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Table 1.

Overlap with independent gene expression data sets

CategoryI Number examinedII % with associated ESTs (n)III % with in situ pattern (n)IV % germline only*(n)V % germline+ somatic (n)VI % somatic only (n)VII % overlap with Baugh et al.(n)
Hermaphrodites        
   Intrinsic (n=1250) 252 65 (165) 52 (130) 98 (125) 1 (3) 1 (2) 71 (890) 
   Oogenesis-enriched (n=1030) 256 85 (218) 67 (172) 98 (169) 1 (2) 1 (1) 88 (904) 
   Mixed oogenesis/somatic (n=622) 137 76 (105) 54 (75) 91 (68) 4 (3) 5 (4) 72 (452) 
   Spermatogenesis enriched (n=864) 290 42 (123) 26 (75) 88 (66) 4 (3) 8 (6) 9 (79) 
   Mixed spermatogenesis/somatic (n=479) 250 37 (92) 22 (55) 63 (35) 2 (1) 34 (19) 16 (76) 
   Soma enriched (n=460) 145 70 (101) 35 (51) 20 (10) 2 (1) 78 (40) 14 (66) 
Males        
   Germline enriched (n=31) 31 29 (9) 16 (5) 60 (3) 20 (1) 20 (1) 19 (6) 
   Soma enriched (n=430) 127 45 (58) 18 (23) 26 (6) 13 (3) 53 (14) 15 (50) 
CategoryI Number examinedII % with associated ESTs (n)III % with in situ pattern (n)IV % germline only*(n)V % germline+ somatic (n)VI % somatic only (n)VII % overlap with Baugh et al.(n)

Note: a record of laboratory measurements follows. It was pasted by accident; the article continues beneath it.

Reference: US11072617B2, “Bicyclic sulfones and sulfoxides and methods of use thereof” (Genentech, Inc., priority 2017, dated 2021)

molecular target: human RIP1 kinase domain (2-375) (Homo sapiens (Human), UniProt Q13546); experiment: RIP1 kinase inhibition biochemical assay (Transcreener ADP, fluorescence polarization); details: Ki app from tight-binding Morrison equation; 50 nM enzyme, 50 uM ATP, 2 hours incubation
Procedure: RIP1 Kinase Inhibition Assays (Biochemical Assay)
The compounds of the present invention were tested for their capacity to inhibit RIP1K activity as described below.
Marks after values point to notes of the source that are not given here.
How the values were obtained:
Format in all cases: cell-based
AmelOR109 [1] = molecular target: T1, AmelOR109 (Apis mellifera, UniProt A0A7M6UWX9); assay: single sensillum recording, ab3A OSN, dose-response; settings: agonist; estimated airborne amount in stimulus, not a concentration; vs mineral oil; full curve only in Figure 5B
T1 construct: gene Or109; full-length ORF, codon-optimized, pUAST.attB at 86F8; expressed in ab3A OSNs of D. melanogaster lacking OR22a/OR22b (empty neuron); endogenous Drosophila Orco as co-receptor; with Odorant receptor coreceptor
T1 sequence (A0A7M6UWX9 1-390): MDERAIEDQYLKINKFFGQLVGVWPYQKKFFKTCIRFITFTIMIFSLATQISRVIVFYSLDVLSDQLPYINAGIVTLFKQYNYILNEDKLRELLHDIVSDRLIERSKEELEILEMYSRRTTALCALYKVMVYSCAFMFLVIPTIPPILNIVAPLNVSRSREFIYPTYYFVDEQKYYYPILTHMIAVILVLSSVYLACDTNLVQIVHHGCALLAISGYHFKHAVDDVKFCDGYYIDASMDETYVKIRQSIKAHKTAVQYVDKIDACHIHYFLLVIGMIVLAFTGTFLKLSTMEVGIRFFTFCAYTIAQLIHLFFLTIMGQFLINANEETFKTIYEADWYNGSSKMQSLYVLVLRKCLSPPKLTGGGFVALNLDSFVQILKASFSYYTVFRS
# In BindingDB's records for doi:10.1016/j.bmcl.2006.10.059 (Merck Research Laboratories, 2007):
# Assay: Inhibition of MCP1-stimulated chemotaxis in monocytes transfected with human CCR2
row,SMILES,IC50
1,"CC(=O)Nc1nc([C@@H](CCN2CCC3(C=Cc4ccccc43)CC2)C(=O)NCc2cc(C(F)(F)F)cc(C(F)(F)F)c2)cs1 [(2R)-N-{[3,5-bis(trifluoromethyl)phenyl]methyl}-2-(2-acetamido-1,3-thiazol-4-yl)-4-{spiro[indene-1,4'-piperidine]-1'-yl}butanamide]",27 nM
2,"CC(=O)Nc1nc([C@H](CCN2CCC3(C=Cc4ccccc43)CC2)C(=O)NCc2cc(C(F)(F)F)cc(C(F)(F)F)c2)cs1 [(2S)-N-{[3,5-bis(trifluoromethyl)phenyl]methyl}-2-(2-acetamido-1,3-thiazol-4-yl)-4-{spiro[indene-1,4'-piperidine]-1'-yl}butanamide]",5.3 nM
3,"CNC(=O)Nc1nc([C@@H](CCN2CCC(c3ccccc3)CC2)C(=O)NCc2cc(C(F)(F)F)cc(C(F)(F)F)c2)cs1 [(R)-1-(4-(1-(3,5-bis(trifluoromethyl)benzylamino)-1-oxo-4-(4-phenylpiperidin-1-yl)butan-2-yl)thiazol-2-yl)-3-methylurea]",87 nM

Hermaphrodites        
   Intrinsic (n=1250) 252 65 (165) 52 (130) 98 (125) 1 (3) 1 (2) 71 (890) 
   Oogenesis-enriched (n=1030) 256 85 (218) 67 (172) 98 (169) 1 (2) 1 (1) 88 (904) 
   Mixed oogenesis/somatic (n=622) 137 76 (105) 54 (75) 91 (68) 4 (3) 5 (4) 72 (452) 
   Spermatogenesis enriched (n=864) 290 42 (123) 26 (75) 88 (66) 4 (3) 8 (6) 9 (79) 
   Mixed spermatogenesis/somatic (n=479) 250 37 (92) 22 (55) 63 (35) 2 (1) 34 (19) 16 (76) 
   Soma enriched (n=460) 145 70 (101) 35 (51) 20 (10) 2 (1) 78 (40) 14 (66) 
Males        
   Germline enriched (n=31) 31 29 (9) 16 (5) 60 (3) 20 (1) 20 (1) 19 (6) 
   Soma enriched (n=430) 127 45 (58) 18 (23) 26 (6) 13 (3) 53 (14) 15 (50) 

n, number used to calculate percentages. For calculation of percentages in columns II and III, (N) was divided by column I and multiplied by 100%. For calculation of percentages in columns IV, V and VI, (n)was divided by (n) of column III and multiplied by 100%.

*

Genes with staining at regions corresponding to spermathecae were considered germline (this pattern was common among spermatogenesis genes and almost absent among other groups)

Baugh et al., 2003 

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